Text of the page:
I came up during the Great Depression, living in a ramshackle house built with recycled lumber from the local scrapyard. To give you a taste of our living conditions, the biggest wall in our home was a Meadow Gold Dairy sign that overlooked a living room too small to fit even half the family.
We could barely afford the food on our table, much less new clothes for school. So as a boy, I wore ill-fitting hand-me-downs everywhere I went, and was often made fun of for it.
Last night, I had heard enough of the tired talking point that Repulblicans are only looking out for the rich.
By working as a janitor to put myself through college, I was eventually able to escape the poverty of my youth—but I never forgot about it.
I never forgot about going to bed hungry because we didn’t have enough to eat. I never forgot about the sleepless nights spent worrying that my father would lose his job the next day. And I never forgot about the sense of otherness I felt as the poorest boy in school.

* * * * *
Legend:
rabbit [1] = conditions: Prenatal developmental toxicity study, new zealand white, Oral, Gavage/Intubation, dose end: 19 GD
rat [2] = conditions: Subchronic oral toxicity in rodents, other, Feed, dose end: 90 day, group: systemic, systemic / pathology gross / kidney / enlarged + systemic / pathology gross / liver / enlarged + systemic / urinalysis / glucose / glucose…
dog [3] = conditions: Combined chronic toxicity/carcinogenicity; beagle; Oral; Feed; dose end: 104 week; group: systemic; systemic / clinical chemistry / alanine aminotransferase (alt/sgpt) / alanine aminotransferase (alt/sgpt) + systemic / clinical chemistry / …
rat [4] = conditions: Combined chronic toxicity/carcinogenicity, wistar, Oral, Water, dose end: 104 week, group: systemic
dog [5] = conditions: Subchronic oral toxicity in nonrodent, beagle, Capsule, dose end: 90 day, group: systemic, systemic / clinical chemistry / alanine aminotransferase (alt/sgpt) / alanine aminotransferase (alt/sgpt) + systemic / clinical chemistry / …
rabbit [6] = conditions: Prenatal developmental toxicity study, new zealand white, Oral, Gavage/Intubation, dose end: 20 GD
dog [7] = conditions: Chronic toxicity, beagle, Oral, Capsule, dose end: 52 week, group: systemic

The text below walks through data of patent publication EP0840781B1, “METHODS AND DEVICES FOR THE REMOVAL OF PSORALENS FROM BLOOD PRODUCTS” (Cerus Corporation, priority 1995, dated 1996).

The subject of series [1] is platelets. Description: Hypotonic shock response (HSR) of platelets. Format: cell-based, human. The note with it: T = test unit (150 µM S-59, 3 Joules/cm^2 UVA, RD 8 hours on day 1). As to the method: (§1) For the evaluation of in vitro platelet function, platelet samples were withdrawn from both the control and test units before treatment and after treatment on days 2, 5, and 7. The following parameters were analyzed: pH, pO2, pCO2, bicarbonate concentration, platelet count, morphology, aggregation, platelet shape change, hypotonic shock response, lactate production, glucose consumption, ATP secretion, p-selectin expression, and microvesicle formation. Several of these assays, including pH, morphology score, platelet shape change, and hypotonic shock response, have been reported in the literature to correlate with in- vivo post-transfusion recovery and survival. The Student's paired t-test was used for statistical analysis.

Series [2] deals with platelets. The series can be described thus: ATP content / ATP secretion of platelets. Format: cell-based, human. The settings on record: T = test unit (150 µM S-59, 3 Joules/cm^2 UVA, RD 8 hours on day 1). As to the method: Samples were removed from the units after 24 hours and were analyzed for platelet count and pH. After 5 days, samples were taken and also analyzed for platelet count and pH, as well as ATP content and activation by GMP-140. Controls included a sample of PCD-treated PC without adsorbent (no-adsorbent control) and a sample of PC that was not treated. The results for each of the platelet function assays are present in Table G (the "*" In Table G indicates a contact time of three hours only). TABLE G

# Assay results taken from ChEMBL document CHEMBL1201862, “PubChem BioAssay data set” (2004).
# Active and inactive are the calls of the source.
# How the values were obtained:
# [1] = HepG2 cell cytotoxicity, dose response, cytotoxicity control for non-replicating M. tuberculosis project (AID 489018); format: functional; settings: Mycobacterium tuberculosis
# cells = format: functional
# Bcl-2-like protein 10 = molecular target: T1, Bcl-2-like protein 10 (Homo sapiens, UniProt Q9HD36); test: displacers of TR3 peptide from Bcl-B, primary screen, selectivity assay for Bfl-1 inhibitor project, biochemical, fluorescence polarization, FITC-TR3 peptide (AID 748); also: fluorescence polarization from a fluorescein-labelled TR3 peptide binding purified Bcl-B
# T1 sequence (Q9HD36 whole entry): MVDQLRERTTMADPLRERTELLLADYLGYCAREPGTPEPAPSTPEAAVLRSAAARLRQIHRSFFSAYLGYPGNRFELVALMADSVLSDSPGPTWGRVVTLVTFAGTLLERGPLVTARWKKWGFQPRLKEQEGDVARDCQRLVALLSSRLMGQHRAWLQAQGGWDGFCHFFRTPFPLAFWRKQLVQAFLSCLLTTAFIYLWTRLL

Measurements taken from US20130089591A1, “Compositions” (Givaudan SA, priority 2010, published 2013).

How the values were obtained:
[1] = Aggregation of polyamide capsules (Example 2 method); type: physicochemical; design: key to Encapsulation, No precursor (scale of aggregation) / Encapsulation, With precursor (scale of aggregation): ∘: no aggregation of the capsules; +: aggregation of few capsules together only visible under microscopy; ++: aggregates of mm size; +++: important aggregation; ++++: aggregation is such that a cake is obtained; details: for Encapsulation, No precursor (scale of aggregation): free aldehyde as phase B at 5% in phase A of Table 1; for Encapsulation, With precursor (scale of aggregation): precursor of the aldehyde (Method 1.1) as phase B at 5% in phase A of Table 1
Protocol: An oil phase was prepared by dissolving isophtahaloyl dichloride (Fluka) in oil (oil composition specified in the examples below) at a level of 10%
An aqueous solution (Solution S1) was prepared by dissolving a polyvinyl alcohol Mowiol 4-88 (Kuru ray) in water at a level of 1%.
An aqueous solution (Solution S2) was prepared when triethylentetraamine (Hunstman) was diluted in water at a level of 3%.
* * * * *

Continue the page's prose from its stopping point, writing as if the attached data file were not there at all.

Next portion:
I have known poverty. I’ve lived it—and I’ve felt it in my bones. So the insinuation that I am in any way indifferent to the suffering of the poor is a personal offense to me. And I made this frustration known Thursday night to one of my Democratic colleagues, Senator Brown.
I encourage you to watch the clip above where I tell the Senator about my own experience with poverty and where I set the record straight on tax reform.
There are many myths surrounding the Senate tax proposal, which is why I want to make one thing unmistakably clear: My new tax plan is a boon for low- and middle-income Americans. It significantly lowers tax rates, allowing workers to keep more of their hard-earned paychecks. And it doubles the child tax credit to $2,000, saving Utah families hundreds—and in some cases, even thousands—of dollars a year.
I’ve spent the entirety of my public service fighting for those who don’t have a chance, and I will continue doing so with tax reform. Know that I will never stop working to help those who need our help the most.